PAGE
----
While law enforcement takes down information and surveys the scene for a police report, do your own documentation. Write down everything you can remember of the sequence of events before the accident, such as what you were doing and the other driver’s behavior. Please keep this information to yourself until you can give it to your lawyer.

If you are a victim of a hit and run, try to recall everything about the other vehicle, such as the color, make, model, and plate number. If you remember anything unusual, such as a bumper sticker, include it in the description. You can provide this information to law enforcement to help identify the other driver.

Take photos and videos from all angles of the scene of the accident to document the position of the vehicles, road conditions, traffic, and weather. Get close-ups of any property damage and personal injuries.

Collect Information

You should exchange information with the other driver, including their name and phone number. However, do not provide information related to the insurance coverage of your policy or other sensitive information, such as your Social Security Number.

Take photos of the other driver’s license plate number, vehicle registration, and insurance card. If the names do not match, establish the connection between the driver with the vehicle or insurance policy owner. Under Florida’s dangerous instrumentality doctrine, car owners may be held accountable for negligent accidents even if they were not driving.

Get the names and contact information of other people involved in the accident as well. If you were the driver, your insurance, or the other driver’s insurance company, should cover the medical bills for injuries to your passengers.

If you can find independent witnesses to the accident, try to obtain their contact information. If possible, get statements of what they saw, and it’s best if you can videotape their statements. All the information you gather may be vital in maximizing your insurance claim or proving negligence in a personal injury lawsuit.

Avoid Taking Responsibility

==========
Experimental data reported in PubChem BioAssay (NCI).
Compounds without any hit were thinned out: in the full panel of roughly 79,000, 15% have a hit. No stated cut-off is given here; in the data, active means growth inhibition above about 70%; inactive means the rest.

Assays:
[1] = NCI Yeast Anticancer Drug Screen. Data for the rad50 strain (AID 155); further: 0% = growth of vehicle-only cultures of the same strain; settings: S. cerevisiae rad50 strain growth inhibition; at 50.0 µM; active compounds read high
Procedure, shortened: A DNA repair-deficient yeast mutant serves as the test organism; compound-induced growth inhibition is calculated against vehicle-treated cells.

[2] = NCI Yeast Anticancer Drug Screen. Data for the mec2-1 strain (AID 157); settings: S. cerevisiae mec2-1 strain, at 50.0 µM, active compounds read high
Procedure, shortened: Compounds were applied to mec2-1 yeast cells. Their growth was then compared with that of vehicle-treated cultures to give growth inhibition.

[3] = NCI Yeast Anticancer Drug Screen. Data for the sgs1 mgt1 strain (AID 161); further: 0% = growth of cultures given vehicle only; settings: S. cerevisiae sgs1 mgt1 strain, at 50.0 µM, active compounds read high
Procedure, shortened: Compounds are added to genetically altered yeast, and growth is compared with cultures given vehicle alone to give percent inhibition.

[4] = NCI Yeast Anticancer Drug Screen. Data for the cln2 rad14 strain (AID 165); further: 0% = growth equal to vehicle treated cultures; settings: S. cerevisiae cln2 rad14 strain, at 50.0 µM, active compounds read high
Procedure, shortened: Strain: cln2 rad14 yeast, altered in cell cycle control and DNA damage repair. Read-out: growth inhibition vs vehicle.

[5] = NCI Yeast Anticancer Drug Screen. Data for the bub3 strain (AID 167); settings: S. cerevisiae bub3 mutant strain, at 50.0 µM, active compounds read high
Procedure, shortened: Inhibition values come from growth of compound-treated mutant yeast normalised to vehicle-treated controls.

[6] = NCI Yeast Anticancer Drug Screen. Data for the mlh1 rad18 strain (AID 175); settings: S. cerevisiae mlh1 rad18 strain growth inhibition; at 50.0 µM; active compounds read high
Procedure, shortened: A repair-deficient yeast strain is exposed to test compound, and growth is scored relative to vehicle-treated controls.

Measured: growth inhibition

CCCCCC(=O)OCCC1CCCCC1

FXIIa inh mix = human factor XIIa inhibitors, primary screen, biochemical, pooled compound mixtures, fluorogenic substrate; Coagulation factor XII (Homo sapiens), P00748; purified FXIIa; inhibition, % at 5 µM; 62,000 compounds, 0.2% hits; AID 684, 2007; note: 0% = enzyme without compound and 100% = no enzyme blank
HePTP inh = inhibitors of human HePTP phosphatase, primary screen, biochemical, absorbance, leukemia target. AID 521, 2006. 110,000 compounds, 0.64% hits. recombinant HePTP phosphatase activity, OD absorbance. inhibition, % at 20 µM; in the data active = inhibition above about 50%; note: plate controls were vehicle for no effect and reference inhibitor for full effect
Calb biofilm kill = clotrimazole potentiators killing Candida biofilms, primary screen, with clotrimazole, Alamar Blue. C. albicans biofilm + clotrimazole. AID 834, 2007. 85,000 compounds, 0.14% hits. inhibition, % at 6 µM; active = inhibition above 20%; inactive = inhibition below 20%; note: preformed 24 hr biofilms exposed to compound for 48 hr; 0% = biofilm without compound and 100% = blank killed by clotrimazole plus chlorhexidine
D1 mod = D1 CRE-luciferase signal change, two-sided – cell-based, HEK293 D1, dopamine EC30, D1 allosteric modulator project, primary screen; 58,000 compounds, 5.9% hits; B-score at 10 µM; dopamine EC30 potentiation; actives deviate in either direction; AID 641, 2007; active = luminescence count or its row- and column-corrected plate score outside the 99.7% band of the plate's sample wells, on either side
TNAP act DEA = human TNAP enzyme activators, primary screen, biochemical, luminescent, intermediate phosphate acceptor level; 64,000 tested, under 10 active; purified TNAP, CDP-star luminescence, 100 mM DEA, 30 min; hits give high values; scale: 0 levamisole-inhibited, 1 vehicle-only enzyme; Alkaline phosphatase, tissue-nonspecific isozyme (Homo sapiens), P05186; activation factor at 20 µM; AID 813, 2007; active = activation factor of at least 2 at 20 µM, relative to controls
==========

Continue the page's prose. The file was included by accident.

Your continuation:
When involved in a car accident, the best thing you can do is avoid talking about it with the other driver. You might feel the need to discuss what happened and try to make sense of it, but that can put you in a bad position.

Even if you believe you are partly responsible for an accident, you should not say so to anyone, including a police officer. You are not trying to avoid liability but are simply exercising prudence. It isn’t easy to know what happened in the heat of the moment. Car accidents often occur in seconds, and what you think happened might not be accurate.

The responsibility for a car accident is seldom cut and dried and requires careful analysis to be correctly determined. In most cases, an auto accident results from a combination of factors that involve two or more parties.

You need a full investigation of the incident to determine the sequence of events that led to it. Don’t make any statements regarding responsibility before you have had an opportunity to consult with a car accident attorney.

Contact a Car Accident Attorney in Florida

You should contact a car accident attorney before informing your insurance company. An experienced lawyer can protect your rights and increase your chances of getting compensation for any injuries or property damage you incurred.

You can opt to file a claim with your insurance company without the benefit of legal advice, but you might find that more challenging than you expect. Insurance companies want to keep their payouts as low as possible and take advantage of every loophole to avoid paying anything at all.  

Additionally, suppose you don’t have legal representation. In that case, the insurance adjuster or defense lawyer can approach you directly and take advantage of your lack of knowledge to offer you a low settlement. They will try to persuade you that it is the most you can expect and it is in your best interests to sign a release.

The settlement may seem generous, but you might not have a full appreciation of the future costs of your injuries. If you accept and sign the offer, you will not be able to pursue any claims or lawsuits against the insurance company or the at-fault driver. In other words, you will be giving up your rights to just compensation.

An experienced accident attorney knows the kind of compensation you should get for your losses. The injury attorney will deal with the insurance companies and lawyers to ensure you get sound advice on what you need to do after a car accident. In many cases, the insurance coverage will not cover all your costs, such as medical expenses, so you may have to file a lawsuit against the responsible parties and get the compensation you need.

Report to Your Insurance Company

Once you have consulted with a motor vehicle accident attorney, you can report the incident to the insurance company to initiate an insurance claim. Since Florida is a no-fault car insurance state, you must first apply for relief from your insurer to cover your medical expenses and other bills, less the deductibles. When your costs exceed the car insurance coverage, you may pursue other avenues to recover your losses, such as health insurance or a personal injury lawsuit.